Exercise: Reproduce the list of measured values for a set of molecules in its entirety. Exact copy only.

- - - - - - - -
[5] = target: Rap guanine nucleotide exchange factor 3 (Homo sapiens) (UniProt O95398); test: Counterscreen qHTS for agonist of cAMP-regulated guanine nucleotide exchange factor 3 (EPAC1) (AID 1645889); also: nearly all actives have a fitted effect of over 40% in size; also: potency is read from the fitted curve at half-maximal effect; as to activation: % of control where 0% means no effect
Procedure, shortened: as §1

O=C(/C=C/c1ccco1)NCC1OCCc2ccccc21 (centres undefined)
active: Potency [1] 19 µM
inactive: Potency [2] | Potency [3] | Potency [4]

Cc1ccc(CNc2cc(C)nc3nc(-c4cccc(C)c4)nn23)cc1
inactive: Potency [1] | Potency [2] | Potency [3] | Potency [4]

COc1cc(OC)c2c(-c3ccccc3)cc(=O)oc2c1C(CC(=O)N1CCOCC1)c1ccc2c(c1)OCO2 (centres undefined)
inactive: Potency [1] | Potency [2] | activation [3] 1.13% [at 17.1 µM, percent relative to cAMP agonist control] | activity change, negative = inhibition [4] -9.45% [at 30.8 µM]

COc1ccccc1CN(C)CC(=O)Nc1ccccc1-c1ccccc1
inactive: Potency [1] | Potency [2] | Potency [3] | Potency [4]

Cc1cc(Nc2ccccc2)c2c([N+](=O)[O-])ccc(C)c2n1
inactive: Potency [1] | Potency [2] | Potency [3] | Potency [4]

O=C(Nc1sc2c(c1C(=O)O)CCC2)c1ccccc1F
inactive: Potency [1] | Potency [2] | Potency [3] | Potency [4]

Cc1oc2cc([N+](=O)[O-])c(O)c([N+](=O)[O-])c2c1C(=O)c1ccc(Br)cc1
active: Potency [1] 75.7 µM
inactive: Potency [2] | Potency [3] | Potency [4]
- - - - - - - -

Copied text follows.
[5] = target: Rap guanine nucleotide exchange factor 3 (Homo sapiens) (UniProt O95398); test: Counterscreen qHTS for agonist of cAMP-regulated guanine nucleotide exchange factor 3 (EPAC1) (AID 1645889); also: nearly all actives have a fitted effect of over 40% in size; also: potency is read from the fitted curve at half-maximal effect; as to activation: % of control where 0% means no effect
Procedure, shortened: as §1

O=C(/C=C/c1ccco1)NCC1OCCc2ccccc21 (centres undefined)
active: Potency [1] 19 µM
inactive: Potency [2] | Potency [3] | Potency [4]

Cc1ccc(CNc2cc(C)nc3nc(-c4cccc(C)c4)nn23)cc1
inactive: Potency [1] | Potency [2] | Potency [3] | Potency [4]

COc1cc(OC)c2c(-c3ccccc3)cc(=O)oc2c1C(CC(=O)N1CCOCC1)c1ccc2c(c1)OCO2 (centres undefined)
inactive: Potency [1] | Potency [2] | activation [3] 1.13% [at 17.1 µM, percent relative to cAMP agonist control] | activity change, negative = inhibition [4] -9.45% [at 30.8 µM]

COc1ccccc1CN(C)CC(=O)Nc1ccccc1-c1ccccc1
inactive: Potency [1] | Potency [2] | Potency [3] | Potency [4]

Cc1cc(Nc2ccccc2)c2c([N+](=O)[O-])ccc(C)c2n1
inactive: Potency [1] | Potency [2] | Potency [3] | Potency [4]

O=C(Nc1sc2c(c1C(=O)O)CCC2)c1ccccc1F
inactive: Potency [1] | Potency [2] | Potency [3] | Potency [4]

Cc1oc2cc([N+](=O)[O-])c(O)c([N+](=O)[O-])c2c1C(=O)c1ccc(Br)cc1
active: Potency [1] 75.7 µM
inactive: Potency [2] | Potency [3] | Potency [4]